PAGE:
Maddy Hayden, New Mexico’s environmental spokesperson, said her agency stopped in-person investigations of citizen air-quality complaints from March to May to protect staff and the public but would respond to emergencies.
Almost every state reported fielding requests from industries and local governments to cut back on compliance, often for routine paperwork but also for monitoring, repairs and other measures to control hazardous soot, toxic compounds, heavy metals and disease-bearing contaminants.
Manufacturer Saint-Gobain, whose New Hampshire plant has been linked by the state to water contaminated with PFAS chemicals, asked to delay smokestack upgrades that would address the problem. The company cited problems the company’s suppliers and contractors have faced because of the coronavirus.
State Rep. Rosemarie Rung said the company was “just dragging their feet.”
The AP’s findings run counter to statements in late June by EPA official Susan Bodine, who told lawmakers the pandemic was not causing “a significant impact on routine compliance, monitoring and reporting” and that industry wasn’t widely seeking relief from monitoring.
Separately, EPA enforcement data shows 40% fewer tests of smokestacks were conducted in March and April compared with the same period last year, according to the Environmental Data and Governance Initiative, a network of academics and non-profits.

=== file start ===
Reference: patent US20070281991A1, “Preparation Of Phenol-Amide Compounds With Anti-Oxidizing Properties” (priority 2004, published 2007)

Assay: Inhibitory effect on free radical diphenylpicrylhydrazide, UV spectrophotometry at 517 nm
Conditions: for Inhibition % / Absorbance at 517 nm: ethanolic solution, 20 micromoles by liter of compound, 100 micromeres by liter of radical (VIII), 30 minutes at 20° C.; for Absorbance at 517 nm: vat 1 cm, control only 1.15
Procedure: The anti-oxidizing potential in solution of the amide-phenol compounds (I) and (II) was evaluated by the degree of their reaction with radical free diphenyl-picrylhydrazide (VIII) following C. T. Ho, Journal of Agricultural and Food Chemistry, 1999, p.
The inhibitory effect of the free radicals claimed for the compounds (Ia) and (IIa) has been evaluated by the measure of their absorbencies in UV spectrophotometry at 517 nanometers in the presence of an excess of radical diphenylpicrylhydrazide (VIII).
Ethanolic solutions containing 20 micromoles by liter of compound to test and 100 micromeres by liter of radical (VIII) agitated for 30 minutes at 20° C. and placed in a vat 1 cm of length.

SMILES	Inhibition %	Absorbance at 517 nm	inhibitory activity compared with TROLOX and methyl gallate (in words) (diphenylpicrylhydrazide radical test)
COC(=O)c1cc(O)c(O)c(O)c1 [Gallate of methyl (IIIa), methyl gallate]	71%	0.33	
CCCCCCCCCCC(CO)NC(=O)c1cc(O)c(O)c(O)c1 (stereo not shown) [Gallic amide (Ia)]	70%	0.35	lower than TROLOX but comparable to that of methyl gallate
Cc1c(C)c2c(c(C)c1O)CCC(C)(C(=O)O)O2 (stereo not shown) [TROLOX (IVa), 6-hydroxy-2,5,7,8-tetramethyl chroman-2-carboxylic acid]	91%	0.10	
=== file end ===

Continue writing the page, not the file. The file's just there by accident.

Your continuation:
Hewitt, the EPA spokesman, pointed to the economic downturn and said closed facilities couldn’t test smokestacks.
EPA’s policy was “primarily related to record keeping, training and flexibility in the timing of routine inspections,” said Frank Macchiarola, senior vice president at the American Petroleum Institute, which pushed for the policy. He said the industry’s pollution equipment continues to operate.
Oil and gas companies in Arkansas received a blanket, months-long waiver for safety testing temporarily abandoned wells and other activities.
Alaska authorized delayed inspections at dozens of massive tanks used to store petroleum, let companies defer drills designed to ensure they can quickly respond to major oil spills, and promised leniency for some air pollution violations stemming from the outbreak.
In Wyoming, regulators gave breaks on air emissions rules in about 300 cases, mostly for oil and gas companies, including ExxonMobil and Sinclair.
It wasn’t just huge industries.
As supply chains broke down, Minnesota granted more than 90 waivers on how many animals could be stuffed into feedlots, potentially raising risks of water contamination from manure. Farms and landfills in Iowa received variances to allow for the mass burial and composting of livestock.
Michigan approved or was reviewing requests from several cities to delay replacing lead water pipes or testing for lead, spurred in some instances by the Flint water crisis.
Eric Schaeffer, former EPA civil enforcement director under President George W. Bush, dismissed assurances that reducing monitoring wouldn’t lead to a surge in pollutants.
“It’s like saying we’re going to remove the radar guns and remove speedometers, but you still have to comply with the speed limit,” said Schaeffer, now head of the Environmental Integrity Project advocacy group.
Knickmeyer reported from Oklahoma City, Bussewitz from New York City, Flesher from Traverse City, Mich., Brown from Billings, Mont. and Casey from Boston.